Research uses experimental methods such as randomised control trials.

2

Uses simple descriptive statistics to describe current practice standards.

Uses a range of statistics to make inferences.

3

Audit relates to a particular area of attention.

Research can be generalized to other populations.

4

Audit measures how well current practices are carried out against clinical policies and procedures.

Research provided evidences for clinical policies and procedures.

5

It is practice based.

Research is theory based practice.

6

Ongoing process of quality assurance.

One- off study.

7

No involvement of placebo treatment.

May involve placebo treatment.

8

No changes involved in treatments of patients.

Changes in treatment process.

9

Ethical approval is not required.

Requires ethical approval.

Benefits of clinical audit

Audit conducted against set standards (Patel, 2010, Hughes, 2005) in a cyclic (Tsaloglidou, 2009, Hughes, 2005) process to ensure tasks carried out correctly. At the end of audit cycle auditors are able to address the areas of improvement and give feedback to the personnel who are involved in that particular task. Reaudit should carry out after an agreed period of implementing changes (Bennadi et al, 2014). Regular auditing alerts the health care professional the shortfall (Patel, 2010) in health care delivery system. Also helps us to find out whether staffs are practicing as per standards set by the organization to achieve therapeutic (Patel, 2010) patient care, identifies the factors causing failure to make improvements (Yorston &Wormald, 2010). Therefore, organization can take actions to improve the area. “Every time an audit cycle is completed there should be further improvement in patient care” (Yorston and Wormald, 2010).

Audit and feedback often used in health care setting to improve health care professional performance. Discrepancies in health care practices against set standards are highlighted in clinical audit that helps to identify the practices needed to improve for quality care (Esposito &Canton, 2014). Tsaloglidou explains that the key for quality assurance and consistent delivery of high quality health services is the appropriate organization of the health center environment.

The benefits of audit are apparent for health care professionals as it reduces frustration, reduces organizational and clinical error, improves communications between professionals and secures effective medical defense through risk avoidance (Tsaloglidou, 2009). An audit is not only a tool for monitoring change in clinical practice, but also an educational tool (Tsaloglidou, 2009). As the improvement of health care is a cost-effective procedure, audit is revealed to be a very useful tool in management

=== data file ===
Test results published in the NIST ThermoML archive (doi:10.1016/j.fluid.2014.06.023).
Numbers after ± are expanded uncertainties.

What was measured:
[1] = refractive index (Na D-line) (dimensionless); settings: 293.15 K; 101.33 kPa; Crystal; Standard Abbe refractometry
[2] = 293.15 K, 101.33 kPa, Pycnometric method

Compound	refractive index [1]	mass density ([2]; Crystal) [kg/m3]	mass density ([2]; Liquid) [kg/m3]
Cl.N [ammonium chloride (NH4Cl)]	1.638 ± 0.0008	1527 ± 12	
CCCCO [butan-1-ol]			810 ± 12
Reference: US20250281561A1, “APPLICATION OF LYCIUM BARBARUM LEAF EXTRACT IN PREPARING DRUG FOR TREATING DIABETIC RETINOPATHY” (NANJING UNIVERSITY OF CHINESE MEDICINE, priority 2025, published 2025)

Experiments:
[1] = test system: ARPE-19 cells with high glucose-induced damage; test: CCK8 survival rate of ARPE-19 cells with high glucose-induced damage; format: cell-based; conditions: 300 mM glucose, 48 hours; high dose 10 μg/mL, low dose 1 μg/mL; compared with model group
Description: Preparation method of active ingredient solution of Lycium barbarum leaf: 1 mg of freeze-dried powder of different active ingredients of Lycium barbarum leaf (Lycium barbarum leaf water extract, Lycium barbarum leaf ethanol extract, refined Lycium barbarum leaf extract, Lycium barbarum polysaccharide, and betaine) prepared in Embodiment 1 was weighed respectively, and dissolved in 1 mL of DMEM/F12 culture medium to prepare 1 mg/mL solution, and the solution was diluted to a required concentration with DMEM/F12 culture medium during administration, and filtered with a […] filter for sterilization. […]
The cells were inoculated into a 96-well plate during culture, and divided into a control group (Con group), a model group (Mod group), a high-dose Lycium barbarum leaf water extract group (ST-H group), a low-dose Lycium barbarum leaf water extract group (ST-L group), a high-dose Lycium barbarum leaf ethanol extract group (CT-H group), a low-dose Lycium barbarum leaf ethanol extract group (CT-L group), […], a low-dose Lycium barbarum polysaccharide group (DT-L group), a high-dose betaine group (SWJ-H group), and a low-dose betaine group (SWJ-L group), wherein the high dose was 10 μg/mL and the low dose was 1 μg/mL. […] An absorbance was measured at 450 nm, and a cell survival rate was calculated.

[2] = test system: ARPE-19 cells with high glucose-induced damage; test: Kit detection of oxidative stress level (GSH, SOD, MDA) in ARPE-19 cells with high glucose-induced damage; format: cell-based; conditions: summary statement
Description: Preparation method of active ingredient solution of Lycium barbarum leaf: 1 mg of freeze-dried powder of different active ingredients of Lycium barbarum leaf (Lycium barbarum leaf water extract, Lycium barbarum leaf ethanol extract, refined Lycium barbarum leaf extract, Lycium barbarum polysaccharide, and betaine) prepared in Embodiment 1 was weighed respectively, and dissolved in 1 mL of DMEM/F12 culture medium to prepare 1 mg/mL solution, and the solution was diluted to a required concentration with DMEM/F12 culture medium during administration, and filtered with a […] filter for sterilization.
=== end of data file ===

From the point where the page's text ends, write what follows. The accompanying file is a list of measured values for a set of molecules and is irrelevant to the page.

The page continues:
Limitations of clinical audit

Educational and training issue has a huge impact on carrying out an effective audit. Audit should not consider as a light work. It does require knowledge, experience and skills to perform effectively because auditing required to choose appropriate question, analytical method and to be undertaken in a sensitive (Hughes, 2010) way. In general, audit tends to be an activity that be undertaken by anyone without proper training and analytical skills with an aim to improve clinical practice. Nevertheless, it is very important for the staff member who will take on to implement the audit cycle to have proper training, supervision and protected time (Mercel et al, 2006).

Bowie et al identified that lack of protected time to conduct a clinical audit is a major disadvantage for health care professional. They have to do it within their own allocated clinical time. Therefore, it can potentially affect direct patient care when allocating clinical time for auditing. It is not possible to justify leaving wards understaffed and underfunded to undertake audit unless instant results are attained (Esposito &Canton, 2014, Ellis et al, 2000, Hughes 2005). Subsequently it causes additional workload on key staff members when undertaking an audit (Collis, 2006, Johnston et al, 2000).

Lack of support from management to make audit related improvements and changes with the view of providing quality patient care. Inadequate organizational monitoring of auditing activities and progress is a barrier to make changes in patient care. It can lead to frustration and distress on auditors (Bowie et al, 2012, Hughes, 2005).